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A family member contacted me yesterday saying their email has been hacked and that some other family members received spam emails from their account.

For this example, lets say the hacked family members account email address is John1234@gmail.com. I checked my spam folder and there was what appeared to be an email from this family member. The senders name was John1234 and the subject read "Hey Dan", which is of course my name. I looked at the email address that the email was sent from and it was not the family members email address, John1234@gmail.com, but rather John1234@williamcody.com.

I informed the family member of what was actually happening and that their account was not hacked, but suggested a password change anyways.

Now, this family member has used the same username, John1234, for 10+ years and I'm sure they have been a part of many chain emails in the past. I'm assuming this spammer is getting the other family member emails from this or a similar method.

The question is, how can I prevent this from happening again? My spam filter caught the email, but other family members spam filters did not. The website the fake email account is hosted on looks like it hasn't been touched in a few years. Can I assume that the website owner is unaware?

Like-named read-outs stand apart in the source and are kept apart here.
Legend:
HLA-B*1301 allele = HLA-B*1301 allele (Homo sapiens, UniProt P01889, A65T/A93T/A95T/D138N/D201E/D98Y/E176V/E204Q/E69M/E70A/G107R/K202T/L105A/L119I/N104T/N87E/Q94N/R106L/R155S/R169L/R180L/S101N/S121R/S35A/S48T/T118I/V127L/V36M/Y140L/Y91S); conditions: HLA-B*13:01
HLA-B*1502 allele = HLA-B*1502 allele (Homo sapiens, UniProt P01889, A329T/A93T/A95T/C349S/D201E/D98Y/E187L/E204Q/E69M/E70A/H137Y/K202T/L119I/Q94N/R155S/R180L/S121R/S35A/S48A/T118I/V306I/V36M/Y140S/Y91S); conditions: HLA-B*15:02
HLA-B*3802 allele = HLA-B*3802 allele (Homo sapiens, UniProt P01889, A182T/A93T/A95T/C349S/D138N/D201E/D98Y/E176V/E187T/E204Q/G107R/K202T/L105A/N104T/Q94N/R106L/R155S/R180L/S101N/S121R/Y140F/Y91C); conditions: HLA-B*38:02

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    Have you read this or this answer? – A. Darwin Jun 21 '16 at 17:31
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    if the domain is not the same, it's not the same address, so what's the problem again? – dandavis Jun 21 '16 at 18:18
  • @dandavis I'm aware and I've mentioned that in my question. The concern is how they've managed to obtain the address book information. A.Darwin has pointed out some other questions that address my concern. – Daniel Storm Jun 23 '16 at 13:46
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    there are so many vectors of grabbing contacts it's hard to do much aside from speculate. It could be desktop malware, a copycat mobile app , XSS on a web email client, someone recovering them from an old sold/donated computer, etc... – dandavis Jun 23 '16 at 20:17
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Anyone can create new email accounts with "John1234", and those usernames are considered "public" so you have no control over that.

What is more interesting is how the spammer got a hold of the distribution lists. I would highlight the "change password" advice and make sure that proper hygiene is being practiced.

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